As the poet mounted the rocky steps, climbing higher and higher, he had a return of the irrational feeling of a visionary vertigo. He told himself again, as if in warning, that it was his whole duty in life to walk on a tight-rope above a void in which many imaginative men were swallowed up.
–– G. K. Chesterton, “The Shadow of the Shark” in The Poet and the Lunatics
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Like many notable Pilgrims, Kevin of Glendalough was what some of us might call an “odd duck.” If eccentricity and idiosyncrasy are to be regarded as marks of sanctity – as in some cases they may well be – then Kevin was surely one of the holiest of Ireland’s numerous saints and seers.
Even the hagiographical legends surrounding his birth are not so much miraculous as bizarre. The snow that happened to be falling on that occasion is supposed to have melted as it touched the ground around his house. It’s also said that when the time came for the child to be delivered, Kevin’s mother felt no labor pains. For reasons like these, and because an angel from heaven expressly commanded it, the boy was called Coemgen or Caoimhin in the Irish tongue (Anglicized as Kevin): “He of Blessed Birth.” He was the first person in history ever to bear this now very common name.
All this seemed propitious enough. Still, there were things about Kevin’s personality and character that were not particularly well suited to sainthood. For one thing, he is reputed to have had a terrible temper as a child. He also made it fairly clear that he didn’t like people. This circumstance may have had something to do with the development of his strong love and deep affinity for animals. Whatever the cause, one thing seems certain: Kevin did not grow up to be your average, run-of-the mill “regular Joe.” Today he would probably be known as a “nerd” or a “weird-o.”
In spite of this, he must have impressed the monks who raised him as an exceptionally holy man, for he was ordained a priest while still relatively young. Unlike most priests, however, he took this occasion to divorce himself from human society and move out to the wilderness of Glendalough, the Glen of Two Lakes, a remote spot in the province of Leinster. The reason for this move? He wanted to avoid the company of his followers. Not a great way to kick off a thriving ministry.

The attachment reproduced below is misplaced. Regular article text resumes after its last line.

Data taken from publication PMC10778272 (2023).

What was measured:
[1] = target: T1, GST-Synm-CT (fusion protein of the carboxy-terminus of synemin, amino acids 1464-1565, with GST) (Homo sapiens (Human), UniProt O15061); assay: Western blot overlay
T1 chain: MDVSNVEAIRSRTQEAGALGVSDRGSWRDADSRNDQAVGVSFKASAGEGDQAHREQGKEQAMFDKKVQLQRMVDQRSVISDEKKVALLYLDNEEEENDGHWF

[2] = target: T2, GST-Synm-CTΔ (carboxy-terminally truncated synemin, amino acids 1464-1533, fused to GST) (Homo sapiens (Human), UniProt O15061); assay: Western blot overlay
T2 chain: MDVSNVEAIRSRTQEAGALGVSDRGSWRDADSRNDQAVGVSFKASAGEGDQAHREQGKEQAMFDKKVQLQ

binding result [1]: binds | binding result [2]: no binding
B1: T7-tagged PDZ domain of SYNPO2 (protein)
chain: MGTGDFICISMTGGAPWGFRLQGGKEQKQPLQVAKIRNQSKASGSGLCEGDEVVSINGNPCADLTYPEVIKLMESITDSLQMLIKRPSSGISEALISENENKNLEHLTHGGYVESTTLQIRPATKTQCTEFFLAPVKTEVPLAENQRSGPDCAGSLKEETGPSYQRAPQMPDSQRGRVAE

In Glendalough, Kevin took up residence in a Bronze-age tomb now known as St. Kevin’s Bed, a hand-hewn cave cut in the sheer rocky face of Lugduff Mountain about thirty feet above the surface of the lake. The name is apt, since the hole is too small – about four feet wide and three feet high – to have served him as anything but a sleeping place. Here for seven years he lived the life of a hermit, seeking God’s face in extreme asceticism and cultivating an extraordinary intimacy with nature. Birds and beasts sought his companionship. An otter once retrieved for him the psalter he had dropped into the lake while standing and praying waist-deep in the frigid water – an habitual practice with him. On another occasion – or so the story goes – a blackbird landed in his outstretched palm as he knelt in prayer and proceeded to build her nest there. Kevin’s response? He was moved to pity; and
Now he must hold his hand
Like a branch out in the sun and rain for weeks
Until the young are hatched and fledged and flown.[i]
Kevin must also have been a rather attractive fellow, for despite his efforts to stay secluded he somehow captured the attention of a pretty young maiden. Unfortunately, the girl did not experience the same degree of compassion at his hands as had the blackbird. When this bold Kathleen came looking for him in his wild abode, Kevin is reputed to have driven her away with a bunch of nettles. One writer goes so far as to make the doubtful claim that he “hurled the maiden from the rock into the black lake shrieking.” Strange behavior, to be sure. But such was the hermit’s devotion to his vows of chastity and purity.
Eventually Kevin came out of this long retirement, at which point one might assume that he would be singularly ill-equipped to get involved in the hands-on work of meeting the day-to-day spiritual needs of other people. Oddly enough, it didn’t turn out that way. In spite of his anti-social tendencies – or perhaps because of them – Kevin had acquired the reputation of being a man intimately acquainted with God. As a result, a group of monks gathered around him in Glendalough, where they built a monastery known as Kevin’s Cell. The saint had oversight of this community until he died at the age of 120, somewhere around the year 618. And as his fame as a teacher spread, people came from far and wide seeking his help and guidance; so that afterwards,
a great number of pilgrims out of every quarter of Ireland came to visit Kevin’s church; so that this is one of the four chief pilgrimages of Erin: to wit, the Cave of Patrick in Ulster, Croagh Patrick in Connaught, the Isle of the Living in Munster, and Glendalough in Leinster.[ii]
Is there a moral to this story? Perhaps. Perhaps not. But in any case it’s worth remembering that there may be more to the eccentric and curmudgeonly recluse than meets the eye; and that retreating from the world is sometimes the best way of impacting it for the kingdom.
(Woodcut by Clive Hicks-Jenkins)
[i] Seamus Heaney, “St. Kevin and the Blackbird,” 1996.
[ii] From The Lives of Irish Saints, quoted in Celtic Christianity: Ecology and Holiness, an Anthology by Christopher Bamford and William Parker Marsh (West Stockbridge, MA: Lindisfarne Press, 1987), 86.